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only pleasurable employment, is looking backwards and forwards in a moral and religious way, I am quite transported at the thought, that ere long, perhaps very soon, I shall bid an eternal adieu to all the pains, and uneasinesses, and disquietudes of this weary life; for I assure you, I am heartily tired of it, and if I do not very much deceive myself, I could contentedly and gladly resign it.

"The soul uneasy and confined at home,

"Rests and expatiates in a life to come."

It is for this reason I am more pleased with the 15th. 16th. and 17th. verses of the 7th. chapter of Revelations,* than with any ten times as many verses in the whole Bible, and would not exchange the noble enthusiasm with which they inspire me, for all that this world has to offer. As for this world, I despair of ever making a figure in it. I am not formed for the bustle of the busy, nor the flutter of the gay. I shall never again be capable of entering into such scenes. Indeed I am altogether unconcerned at the thoughts of this life. I forsee that poverty and obscurity probably await me, and

"Therefore are they before the throne of God, and serve him day and night in his temple; and he that sitteth on the throne shall dwell among them. They shall hunger no more, neither thirst any more; neither shall the sun light on them, nor any heat. For the lamb that is in the midst of the throne shall feed them, and shall lead them unto living fountains of waters; and God shall wipe away all tears from their eyes.”

I am in some measure prepared, and daily preparing to meet them. I have but just time and paper to return you my grateful thanks, for the lessons of virtue and piety you have given me, which were too much neglected at the time of giving them, but which, I hope, have been remembered ere it is yet too late. Present my dutiful respects to my mother, and my compliments to Mr. and Mrs. Muir; and, with wishing you a merry New-year's day, I shall conclude. I am, honoured Sir,

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As I have an opportunity of sending you a letter without putting you to that expence, which any production of mine would but ill repay; I embrace it with pleasure to tell you that I have not forgotten, nor ever will forget, the many obligations I lie under to your kindness and friendship.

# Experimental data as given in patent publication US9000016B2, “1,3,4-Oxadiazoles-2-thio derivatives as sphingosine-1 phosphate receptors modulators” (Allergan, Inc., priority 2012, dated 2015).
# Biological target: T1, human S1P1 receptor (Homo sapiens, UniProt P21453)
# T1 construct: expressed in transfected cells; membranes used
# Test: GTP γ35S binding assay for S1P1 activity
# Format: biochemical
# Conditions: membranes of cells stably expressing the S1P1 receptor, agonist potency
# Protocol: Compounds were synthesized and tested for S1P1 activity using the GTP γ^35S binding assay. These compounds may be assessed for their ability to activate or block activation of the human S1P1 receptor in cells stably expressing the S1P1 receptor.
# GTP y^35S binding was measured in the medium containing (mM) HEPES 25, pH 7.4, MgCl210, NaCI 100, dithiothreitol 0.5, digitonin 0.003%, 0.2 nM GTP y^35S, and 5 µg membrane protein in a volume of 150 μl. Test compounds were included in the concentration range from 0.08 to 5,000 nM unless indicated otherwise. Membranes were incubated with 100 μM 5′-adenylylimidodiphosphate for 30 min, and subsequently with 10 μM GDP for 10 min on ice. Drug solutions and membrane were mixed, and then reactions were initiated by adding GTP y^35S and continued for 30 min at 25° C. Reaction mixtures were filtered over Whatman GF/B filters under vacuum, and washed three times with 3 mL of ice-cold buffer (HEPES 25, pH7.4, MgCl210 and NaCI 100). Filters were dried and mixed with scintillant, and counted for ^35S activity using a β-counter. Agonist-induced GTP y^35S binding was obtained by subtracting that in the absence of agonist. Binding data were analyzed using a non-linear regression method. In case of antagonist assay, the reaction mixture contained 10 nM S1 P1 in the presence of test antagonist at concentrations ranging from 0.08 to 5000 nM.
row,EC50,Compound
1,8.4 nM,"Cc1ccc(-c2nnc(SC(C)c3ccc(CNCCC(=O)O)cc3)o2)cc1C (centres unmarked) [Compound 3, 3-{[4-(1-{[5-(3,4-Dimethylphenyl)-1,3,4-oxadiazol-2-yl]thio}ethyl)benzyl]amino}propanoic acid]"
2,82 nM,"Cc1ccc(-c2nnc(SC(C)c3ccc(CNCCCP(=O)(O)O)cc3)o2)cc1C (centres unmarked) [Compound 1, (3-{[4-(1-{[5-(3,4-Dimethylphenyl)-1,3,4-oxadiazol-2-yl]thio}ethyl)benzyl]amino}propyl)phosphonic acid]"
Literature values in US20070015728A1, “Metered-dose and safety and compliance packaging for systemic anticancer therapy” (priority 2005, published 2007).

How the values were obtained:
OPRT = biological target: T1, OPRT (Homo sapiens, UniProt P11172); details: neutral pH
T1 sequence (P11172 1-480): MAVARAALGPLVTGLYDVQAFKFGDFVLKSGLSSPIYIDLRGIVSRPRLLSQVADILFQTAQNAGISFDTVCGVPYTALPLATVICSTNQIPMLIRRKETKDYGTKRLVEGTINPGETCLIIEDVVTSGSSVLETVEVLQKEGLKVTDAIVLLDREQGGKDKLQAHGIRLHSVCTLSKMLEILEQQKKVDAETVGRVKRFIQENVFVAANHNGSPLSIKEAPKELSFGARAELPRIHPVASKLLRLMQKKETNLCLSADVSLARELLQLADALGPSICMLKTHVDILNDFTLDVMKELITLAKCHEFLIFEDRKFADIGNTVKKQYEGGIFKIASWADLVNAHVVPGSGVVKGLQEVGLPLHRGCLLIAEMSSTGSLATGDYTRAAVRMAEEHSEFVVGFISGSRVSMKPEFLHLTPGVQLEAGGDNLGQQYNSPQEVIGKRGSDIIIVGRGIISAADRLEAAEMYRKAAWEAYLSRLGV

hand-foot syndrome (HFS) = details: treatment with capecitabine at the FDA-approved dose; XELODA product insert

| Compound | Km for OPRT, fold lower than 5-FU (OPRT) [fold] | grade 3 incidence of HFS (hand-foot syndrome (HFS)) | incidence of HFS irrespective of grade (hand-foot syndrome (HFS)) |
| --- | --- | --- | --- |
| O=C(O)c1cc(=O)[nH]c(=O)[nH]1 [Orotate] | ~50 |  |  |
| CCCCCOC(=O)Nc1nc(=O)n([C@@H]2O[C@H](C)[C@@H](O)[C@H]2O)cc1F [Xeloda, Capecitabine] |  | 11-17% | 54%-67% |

I do not doubt, sir, but you will wish to know what has been the result of all the pains of an

indulgent father, and a masterly teacher; and I wish I could gratify your curiosity with such a recital as you would be pleased with; but that is what I am afraid will not be the case. 1 have, indeed, kept pretty clear of vicious habits ; and in this respect, I hope, my conduct will not disgrace the education I have gotten; but as a man of the world, I am most miserably deficient. One would have thought that, bred as I have been, under a father who has figured pretty well as un homme des affaires, I might have been what the world calls, a pushing, active fellow; but to tell you the truth, sir, there is hardly any thing more my reverse. I seem to be one sent into the world, to see, and observe; and I very easily compound with the knave who tricks me of my money, if there be any thing original about him, which shews me human nature in a different light from any thing 1 have seen before. In short, the joy of my heart is to "study men, their manners, and their ways;" and for this darling subject, I cheerfully sacrifice every other consideration. I am quite indolent about those great concerns that set the bustling, busy sons of care agog, and if I have to answer for the present hour, I am very easy with regard to any thing further. Even the last, worst shift of the unfortunate and the wretched, does not much terrify me: I know that even then, my talent for, what coun